A Family Travel Guide to London -with Kids
By Hannah Monahan
Taking a trip to London with the kids? You have to read Let’s Take the Kids to London – A Family Travel Guide by David Stewart White. This detailed book gives you the places to visit with the family that perfectly mixes the history, culture, and entertainment London offers for both children and adults. Extremely honest accounts of the tourist attractions and hidden gems of the city are given with details on each are included, and are a must for planning out your vacation and finding a hotel in London.
Along with entertaining places to visit, the book offers useful tips on where to stay, how to get around, currency exchange, and contacting home. You’ll need this book not only to find the best family-friendly places in London but also to learn the savvy time-saving tricks and travel tips unique to the city.
The author, David Stewart White, was a frequent traveler from a young age, living in Paris and traveling throughout Europe. He learned the “art” of family travel planning as a child and has gained the qualifications to write this book by having two children and taking them to London on many occasions. Other travel articles he has written have been published in the Washington Post, Examiner.com, and AAA World Magazine. He now lives in North Carolina with his wife who also is a writer.
Excerpt from the Book
Fun, but perhaps a tad tacky.
London is full of historic sites, top-notch museums, and cultural icons. But not every venue falls squarely into one of these categories. The city has its share of tacky, kitschy, and low brow attractions.
Madame Tussaud’s Wax Museum– Gee, don’t they look lifelike?
Not everyone is a fan of wax museums. There’s something weird and macabre about these worlds of wax. After all, Madame Tussaud began her career by displaying the death masks of people executed during the French Revolution. Fortunately, visitors to Madame Tussaud’s have the option to skip scary parts. If you want to bypass the dripping, disgusting chamber of horrors and stick to entertainers, sports figures, and famous folks, just follow the signs.
Wax figures are lifelike, but they lack certain human qualities, such as mortality and ego, so the museum has created some combinations that would be improbable in real life. There’s nothing to prevent Michael Jackson from communing with Gandhi, or the Pope from kibitzing with Madonna.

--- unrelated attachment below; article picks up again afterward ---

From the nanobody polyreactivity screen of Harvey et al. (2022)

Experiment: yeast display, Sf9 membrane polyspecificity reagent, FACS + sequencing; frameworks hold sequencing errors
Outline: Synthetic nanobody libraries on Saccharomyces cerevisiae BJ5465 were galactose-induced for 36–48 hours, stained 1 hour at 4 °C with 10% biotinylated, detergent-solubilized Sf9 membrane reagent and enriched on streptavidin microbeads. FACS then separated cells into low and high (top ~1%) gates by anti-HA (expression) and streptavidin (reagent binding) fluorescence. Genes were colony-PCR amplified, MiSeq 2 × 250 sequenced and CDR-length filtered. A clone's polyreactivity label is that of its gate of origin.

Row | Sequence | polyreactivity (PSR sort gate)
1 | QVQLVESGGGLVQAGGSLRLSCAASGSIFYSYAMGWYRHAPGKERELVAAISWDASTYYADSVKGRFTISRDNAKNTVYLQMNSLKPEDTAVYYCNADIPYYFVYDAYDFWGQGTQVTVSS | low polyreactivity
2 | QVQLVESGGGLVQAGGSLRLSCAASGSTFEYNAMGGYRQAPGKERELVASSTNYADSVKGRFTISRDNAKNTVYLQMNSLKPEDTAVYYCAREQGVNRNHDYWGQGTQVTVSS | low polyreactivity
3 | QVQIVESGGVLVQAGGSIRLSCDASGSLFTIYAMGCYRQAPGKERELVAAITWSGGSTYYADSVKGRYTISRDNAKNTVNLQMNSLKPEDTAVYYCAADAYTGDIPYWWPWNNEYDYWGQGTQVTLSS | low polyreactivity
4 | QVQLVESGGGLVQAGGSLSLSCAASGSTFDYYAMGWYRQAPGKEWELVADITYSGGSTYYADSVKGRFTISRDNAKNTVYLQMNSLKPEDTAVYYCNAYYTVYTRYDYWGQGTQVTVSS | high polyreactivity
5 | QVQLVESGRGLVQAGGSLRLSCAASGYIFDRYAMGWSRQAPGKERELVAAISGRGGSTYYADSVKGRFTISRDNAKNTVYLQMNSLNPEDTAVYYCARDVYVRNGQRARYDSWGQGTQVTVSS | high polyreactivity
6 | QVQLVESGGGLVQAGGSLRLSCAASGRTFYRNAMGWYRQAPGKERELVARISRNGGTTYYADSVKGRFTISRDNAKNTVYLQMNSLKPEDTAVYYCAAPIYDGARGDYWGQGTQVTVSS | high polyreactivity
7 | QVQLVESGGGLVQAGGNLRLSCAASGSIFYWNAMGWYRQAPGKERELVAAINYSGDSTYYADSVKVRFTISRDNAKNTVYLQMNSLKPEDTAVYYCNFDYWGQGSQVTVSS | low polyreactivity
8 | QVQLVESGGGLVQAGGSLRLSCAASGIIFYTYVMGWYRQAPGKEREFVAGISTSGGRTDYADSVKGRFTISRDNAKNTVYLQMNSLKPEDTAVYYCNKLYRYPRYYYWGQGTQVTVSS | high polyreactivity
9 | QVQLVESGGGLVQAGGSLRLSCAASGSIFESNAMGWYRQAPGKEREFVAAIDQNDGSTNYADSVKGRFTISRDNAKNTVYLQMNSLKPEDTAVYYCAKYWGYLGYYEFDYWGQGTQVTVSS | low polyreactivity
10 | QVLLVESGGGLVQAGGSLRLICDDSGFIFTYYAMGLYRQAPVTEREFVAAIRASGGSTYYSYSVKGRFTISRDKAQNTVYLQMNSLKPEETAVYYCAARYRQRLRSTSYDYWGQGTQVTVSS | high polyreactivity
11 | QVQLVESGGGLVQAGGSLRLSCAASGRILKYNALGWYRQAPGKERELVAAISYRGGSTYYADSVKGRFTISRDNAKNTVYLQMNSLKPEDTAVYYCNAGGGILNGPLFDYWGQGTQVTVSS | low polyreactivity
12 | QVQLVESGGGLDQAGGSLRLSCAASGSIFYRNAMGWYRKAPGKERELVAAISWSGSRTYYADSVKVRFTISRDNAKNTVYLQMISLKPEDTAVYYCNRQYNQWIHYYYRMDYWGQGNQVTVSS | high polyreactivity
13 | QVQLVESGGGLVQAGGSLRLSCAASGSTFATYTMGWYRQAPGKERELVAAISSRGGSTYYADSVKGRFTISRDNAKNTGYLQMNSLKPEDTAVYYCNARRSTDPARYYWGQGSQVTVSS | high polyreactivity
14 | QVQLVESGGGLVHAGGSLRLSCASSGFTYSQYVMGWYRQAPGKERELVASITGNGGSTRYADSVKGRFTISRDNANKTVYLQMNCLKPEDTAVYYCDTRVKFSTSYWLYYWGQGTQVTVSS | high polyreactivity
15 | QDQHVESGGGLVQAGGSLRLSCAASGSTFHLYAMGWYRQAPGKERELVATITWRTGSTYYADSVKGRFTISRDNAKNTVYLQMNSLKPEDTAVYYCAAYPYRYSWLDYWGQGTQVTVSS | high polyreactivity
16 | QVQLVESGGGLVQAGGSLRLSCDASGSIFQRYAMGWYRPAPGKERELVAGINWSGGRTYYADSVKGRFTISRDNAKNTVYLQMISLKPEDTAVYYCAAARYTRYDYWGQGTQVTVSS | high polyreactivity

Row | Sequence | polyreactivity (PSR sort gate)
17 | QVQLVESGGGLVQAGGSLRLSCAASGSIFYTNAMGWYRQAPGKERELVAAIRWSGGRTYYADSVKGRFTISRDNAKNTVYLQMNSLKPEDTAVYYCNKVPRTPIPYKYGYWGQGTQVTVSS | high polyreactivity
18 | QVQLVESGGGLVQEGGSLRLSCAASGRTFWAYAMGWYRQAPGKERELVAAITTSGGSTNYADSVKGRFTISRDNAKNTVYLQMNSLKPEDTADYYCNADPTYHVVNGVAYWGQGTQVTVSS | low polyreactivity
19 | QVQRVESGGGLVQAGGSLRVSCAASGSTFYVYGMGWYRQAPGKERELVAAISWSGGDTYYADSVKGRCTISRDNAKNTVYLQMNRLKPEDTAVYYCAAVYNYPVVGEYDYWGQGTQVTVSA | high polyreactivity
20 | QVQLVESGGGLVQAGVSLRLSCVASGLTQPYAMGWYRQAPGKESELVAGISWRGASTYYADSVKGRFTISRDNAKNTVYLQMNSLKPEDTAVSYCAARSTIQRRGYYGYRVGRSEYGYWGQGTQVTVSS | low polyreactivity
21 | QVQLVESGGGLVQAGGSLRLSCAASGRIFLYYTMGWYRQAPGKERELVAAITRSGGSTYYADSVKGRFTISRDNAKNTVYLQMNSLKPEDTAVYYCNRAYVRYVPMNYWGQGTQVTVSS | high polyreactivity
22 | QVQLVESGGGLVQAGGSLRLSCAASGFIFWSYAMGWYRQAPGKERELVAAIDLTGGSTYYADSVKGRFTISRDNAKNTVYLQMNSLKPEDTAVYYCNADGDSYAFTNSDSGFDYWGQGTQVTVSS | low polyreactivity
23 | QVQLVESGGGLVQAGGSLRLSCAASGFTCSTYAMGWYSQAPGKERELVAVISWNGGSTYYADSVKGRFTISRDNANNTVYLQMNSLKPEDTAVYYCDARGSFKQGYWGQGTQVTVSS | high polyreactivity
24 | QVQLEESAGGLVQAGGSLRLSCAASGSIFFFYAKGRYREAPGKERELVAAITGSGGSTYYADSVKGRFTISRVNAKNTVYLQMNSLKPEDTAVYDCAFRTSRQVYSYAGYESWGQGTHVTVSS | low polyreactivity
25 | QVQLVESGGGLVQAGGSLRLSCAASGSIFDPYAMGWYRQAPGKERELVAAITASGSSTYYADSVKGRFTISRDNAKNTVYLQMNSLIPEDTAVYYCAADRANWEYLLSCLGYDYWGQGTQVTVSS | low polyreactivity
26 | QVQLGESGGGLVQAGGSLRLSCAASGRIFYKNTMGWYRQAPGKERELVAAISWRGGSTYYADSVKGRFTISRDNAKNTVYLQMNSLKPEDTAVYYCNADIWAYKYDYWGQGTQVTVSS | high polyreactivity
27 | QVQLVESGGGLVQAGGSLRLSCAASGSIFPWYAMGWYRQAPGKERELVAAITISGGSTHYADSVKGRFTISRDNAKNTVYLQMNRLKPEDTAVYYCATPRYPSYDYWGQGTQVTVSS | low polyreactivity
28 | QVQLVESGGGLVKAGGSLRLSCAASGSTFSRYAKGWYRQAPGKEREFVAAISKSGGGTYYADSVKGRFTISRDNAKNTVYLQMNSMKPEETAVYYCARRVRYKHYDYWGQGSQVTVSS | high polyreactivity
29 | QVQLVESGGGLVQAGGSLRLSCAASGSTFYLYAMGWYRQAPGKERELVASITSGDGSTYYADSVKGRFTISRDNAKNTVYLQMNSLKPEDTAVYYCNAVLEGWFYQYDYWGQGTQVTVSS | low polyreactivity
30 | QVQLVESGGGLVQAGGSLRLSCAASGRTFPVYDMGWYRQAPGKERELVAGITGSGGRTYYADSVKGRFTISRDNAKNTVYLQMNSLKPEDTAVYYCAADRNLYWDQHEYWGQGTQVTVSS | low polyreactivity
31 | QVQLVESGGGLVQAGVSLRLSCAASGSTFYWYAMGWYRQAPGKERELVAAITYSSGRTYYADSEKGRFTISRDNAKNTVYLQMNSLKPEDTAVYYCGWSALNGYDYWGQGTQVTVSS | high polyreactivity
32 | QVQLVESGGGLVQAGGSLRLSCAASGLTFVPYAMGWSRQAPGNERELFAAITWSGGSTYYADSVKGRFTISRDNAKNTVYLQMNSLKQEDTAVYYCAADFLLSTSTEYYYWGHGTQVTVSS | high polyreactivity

To my knowledge, the museum has yet to display those unlikely combinations, but Madame Tussaud’s has enabled King Henry VIII together all his wives together in one room without anyone losing her head.
Elvis is here, too (guess he wasn’t abducted by space aliens after all). Children visiting from abroad will recognize many of the figures in the Wax Museum, but perhaps not every British football star or political figure.
Wax Museum visitors can climb into the shell of a London taxi and take a brief ride highlighting the history of the city. In a couple of minutes, you are whisked past the great fire, the building of St. Paul’s, the Victorian era, the Blitz, and back to present-day London. Good news – no taxi driver, so no tip required.
Madame Tussaud’s is one of the most visited attractions in England. Lines to get in are often long, but they move fairly fast. Because it is more than 200 years old, Madame Tussaud’s almost qualifies as a historic site itself, albeit a very commercial one. But consider for a moment: what does a wax figure of Elvis have to do with a visit to London?
Where? When? £?
Location: South of Regent’s Park, just down the street from the Sherlock Holmes Museum
Tube: Baker Street station (Circle, Bakerloo, Jubilee, or Metropolitan Line)
Address: Marylebone Road, London NW1 5LR
Hours: Hours vary by season. Closed December 25.
Time needed: 1-2 hours
Admission: Tickets are expensive. There are discounts for children, seniors, and families. Late-afternoon admission is less expensive. Priority and times tickets are available for an extra fee. Tickets can be booked online.
Facilities: Coffee shop on-site. Toilets available. Stroller/buggy storage area available. Most areas are wheelchair accessible.
London Dungeon – Tackiness and Terror